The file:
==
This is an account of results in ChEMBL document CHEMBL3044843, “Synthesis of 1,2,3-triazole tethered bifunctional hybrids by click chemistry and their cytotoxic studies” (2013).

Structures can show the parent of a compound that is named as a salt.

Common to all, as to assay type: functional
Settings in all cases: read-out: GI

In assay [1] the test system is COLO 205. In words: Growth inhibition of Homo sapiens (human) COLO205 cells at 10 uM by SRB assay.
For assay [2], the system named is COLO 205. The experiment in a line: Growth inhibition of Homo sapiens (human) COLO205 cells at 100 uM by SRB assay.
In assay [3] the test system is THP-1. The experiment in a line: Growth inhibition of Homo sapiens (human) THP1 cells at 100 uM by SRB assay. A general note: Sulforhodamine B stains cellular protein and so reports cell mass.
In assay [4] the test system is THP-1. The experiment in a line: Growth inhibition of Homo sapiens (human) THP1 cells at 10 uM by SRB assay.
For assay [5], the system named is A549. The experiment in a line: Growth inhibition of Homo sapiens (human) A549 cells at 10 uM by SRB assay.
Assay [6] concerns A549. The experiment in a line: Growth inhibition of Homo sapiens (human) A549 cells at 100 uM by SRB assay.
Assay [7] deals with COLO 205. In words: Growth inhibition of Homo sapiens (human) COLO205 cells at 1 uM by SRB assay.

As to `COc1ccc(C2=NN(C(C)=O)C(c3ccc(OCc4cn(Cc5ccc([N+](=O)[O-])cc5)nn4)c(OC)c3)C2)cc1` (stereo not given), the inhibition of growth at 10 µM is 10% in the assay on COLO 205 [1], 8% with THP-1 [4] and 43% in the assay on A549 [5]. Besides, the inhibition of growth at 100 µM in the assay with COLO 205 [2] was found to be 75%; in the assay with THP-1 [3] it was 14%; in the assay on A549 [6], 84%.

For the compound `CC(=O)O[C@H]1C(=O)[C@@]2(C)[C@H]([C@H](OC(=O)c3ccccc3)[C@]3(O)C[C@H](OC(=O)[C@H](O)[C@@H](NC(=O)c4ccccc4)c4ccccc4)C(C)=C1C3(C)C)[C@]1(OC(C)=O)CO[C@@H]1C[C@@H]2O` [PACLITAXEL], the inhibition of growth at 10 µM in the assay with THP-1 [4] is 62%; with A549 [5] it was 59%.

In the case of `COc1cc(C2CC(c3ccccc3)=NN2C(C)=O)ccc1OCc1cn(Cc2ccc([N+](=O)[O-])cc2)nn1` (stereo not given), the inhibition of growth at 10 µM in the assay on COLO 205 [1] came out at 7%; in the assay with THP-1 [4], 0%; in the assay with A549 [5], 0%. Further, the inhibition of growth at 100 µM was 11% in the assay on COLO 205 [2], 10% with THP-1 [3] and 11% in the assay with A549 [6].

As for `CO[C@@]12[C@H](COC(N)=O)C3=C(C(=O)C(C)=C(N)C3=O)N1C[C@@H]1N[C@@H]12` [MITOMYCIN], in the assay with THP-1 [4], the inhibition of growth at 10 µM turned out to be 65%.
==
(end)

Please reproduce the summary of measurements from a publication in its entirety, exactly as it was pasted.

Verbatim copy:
This is an account of results in ChEMBL document CHEMBL3044843, “Synthesis of 1,2,3-triazole tethered bifunctional hybrids by click chemistry and their cytotoxic studies” (2013).

Structures can show the parent of a compound that is named as a salt.

Common to all, as to assay type: functional
Settings in all cases: read-out: GI

In assay [1] the test system is COLO 205. In words: Growth inhibition of Homo sapiens (human) COLO205 cells at 10 uM by SRB assay.
For assay [2], the system named is COLO 205. The experiment in a line: Growth inhibition of Homo sapiens (human) COLO205 cells at 100 uM by SRB assay.
In assay [3] the test system is THP-1. The experiment in a line: Growth inhibition of Homo sapiens (human) THP1 cells at 100 uM by SRB assay. A general note: Sulforhodamine B stains cellular protein and so reports cell mass.
In assay [4] the test system is THP-1. The experiment in a line: Growth inhibition of Homo sapiens (human) THP1 cells at 10 uM by SRB assay.
For assay [5], the system named is A549. The experiment in a line: Growth inhibition of Homo sapiens (human) A549 cells at 10 uM by SRB assay.
Assay [6] concerns A549. The experiment in a line: Growth inhibition of Homo sapiens (human) A549 cells at 100 uM by SRB assay.
Assay [7] deals with COLO 205. In words: Growth inhibition of Homo sapiens (human) COLO205 cells at 1 uM by SRB assay.

As to `COc1ccc(C2=NN(C(C)=O)C(c3ccc(OCc4cn(Cc5ccc([N+](=O)[O-])cc5)nn4)c(OC)c3)C2)cc1` (stereo not given), the inhibition of growth at 10 µM is 10% in the assay on COLO 205 [1], 8% with THP-1 [4] and 43% in the assay on A549 [5]. Besides, the inhibition of growth at 100 µM in the assay with COLO 205 [2] was found to be 75%; in the assay with THP-1 [3] it was 14%; in the assay on A549 [6], 84%.

For the compound `CC(=O)O[C@H]1C(=O)[C@@]2(C)[C@H]([C@H](OC(=O)c3ccccc3)[C@]3(O)C[C@H](OC(=O)[C@H](O)[C@@H](NC(=O)c4ccccc4)c4ccccc4)C(C)=C1C3(C)C)[C@]1(OC(C)=O)CO[C@@H]1C[C@@H]2O` [PACLITAXEL], the inhibition of growth at 10 µM in the assay with THP-1 [4] is 62%; with A549 [5] it was 59%.

In the case of `COc1cc(C2CC(c3ccccc3)=NN2C(C)=O)ccc1OCc1cn(Cc2ccc([N+](=O)[O-])cc2)nn1` (stereo not given), the inhibition of growth at 10 µM in the assay on COLO 205 [1] came out at 7%; in the assay with THP-1 [4], 0%; in the assay with A549 [5], 0%. Further, the inhibition of growth at 100 µM was 11% in the assay on COLO 205 [2], 10% with THP-1 [3] and 11% in the assay with A549 [6].

As for `CO[C@@]12[C@H](COC(N)=O)C3=C(C(=O)C(C)=C(N)C3=O)N1C[C@@H]1N[C@@H]12` [MITOMYCIN], in the assay with THP-1 [4], the inhibition of growth at 10 µM turned out to be 65%.